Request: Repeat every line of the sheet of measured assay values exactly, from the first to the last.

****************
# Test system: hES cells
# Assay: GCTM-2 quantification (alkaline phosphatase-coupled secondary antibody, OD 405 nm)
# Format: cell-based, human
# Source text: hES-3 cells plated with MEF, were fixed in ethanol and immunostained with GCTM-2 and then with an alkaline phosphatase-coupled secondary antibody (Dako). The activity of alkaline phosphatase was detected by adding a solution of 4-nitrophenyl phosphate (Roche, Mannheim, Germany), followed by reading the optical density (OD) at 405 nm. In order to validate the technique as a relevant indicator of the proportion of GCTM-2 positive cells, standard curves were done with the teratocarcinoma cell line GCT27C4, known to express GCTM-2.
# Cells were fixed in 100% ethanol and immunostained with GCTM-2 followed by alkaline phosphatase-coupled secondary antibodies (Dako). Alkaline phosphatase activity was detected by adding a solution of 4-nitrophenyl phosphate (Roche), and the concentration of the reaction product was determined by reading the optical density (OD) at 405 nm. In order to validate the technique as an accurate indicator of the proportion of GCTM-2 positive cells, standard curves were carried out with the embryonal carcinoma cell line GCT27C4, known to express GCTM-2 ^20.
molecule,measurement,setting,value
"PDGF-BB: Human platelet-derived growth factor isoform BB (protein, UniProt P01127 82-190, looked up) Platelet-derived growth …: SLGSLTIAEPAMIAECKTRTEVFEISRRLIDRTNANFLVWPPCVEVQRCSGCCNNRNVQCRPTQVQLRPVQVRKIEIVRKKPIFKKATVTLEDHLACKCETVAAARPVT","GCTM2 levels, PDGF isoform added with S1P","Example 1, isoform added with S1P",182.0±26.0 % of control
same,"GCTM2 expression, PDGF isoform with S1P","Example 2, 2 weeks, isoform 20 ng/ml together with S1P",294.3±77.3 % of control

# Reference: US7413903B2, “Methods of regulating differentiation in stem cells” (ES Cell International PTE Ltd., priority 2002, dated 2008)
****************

# Test system: hES cells
# Assay: GCTM-2 quantification (alkaline phosphatase-coupled secondary antibody, OD 405 nm)
# Format: cell-based, human
# Source text: hES-3 cells plated with MEF, were fixed in ethanol and immunostained with GCTM-2 and then with an alkaline phosphatase-coupled secondary antibody (Dako). The activity of alkaline phosphatase was detected by adding a solution of 4-nitrophenyl phosphate (Roche, Mannheim, Germany), followed by reading the optical density (OD) at 405 nm. In order to validate the technique as a relevant indicator of the proportion of GCTM-2 positive cells, standard curves were done with the teratocarcinoma cell line GCT27C4, known to express GCTM-2.
# Cells were fixed in 100% ethanol and immunostained with GCTM-2 followed by alkaline phosphatase-coupled secondary antibodies (Dako). Alkaline phosphatase activity was detected by adding a solution of 4-nitrophenyl phosphate (Roche), and the concentration of the reaction product was determined by reading the optical density (OD) at 405 nm. In order to validate the technique as an accurate indicator of the proportion of GCTM-2 positive cells, standard curves were carried out with the embryonal carcinoma cell line GCT27C4, known to express GCTM-2 ^20.
molecule,measurement,setting,value
"PDGF-BB: Human platelet-derived growth factor isoform BB (protein, UniProt P01127 82-190, looked up) Platelet-derived growth …: SLGSLTIAEPAMIAECKTRTEVFEISRRLIDRTNANFLVWPPCVEVQRCSGCCNNRNVQCRPTQVQLRPVQVRKIEIVRKKPIFKKATVTLEDHLACKCETVAAARPVT","GCTM2 levels, PDGF isoform added with S1P","Example 1, isoform added with S1P",182.0±26.0 % of control
same,"GCTM2 expression, PDGF isoform with S1P","Example 2, 2 weeks, isoform 20 ng/ml together with S1P",294.3±77.3 % of control

# Reference: US7413903B2, “Methods of regulating differentiation in stem cells” (ES Cell International PTE Ltd., priority 2002, dated 2008)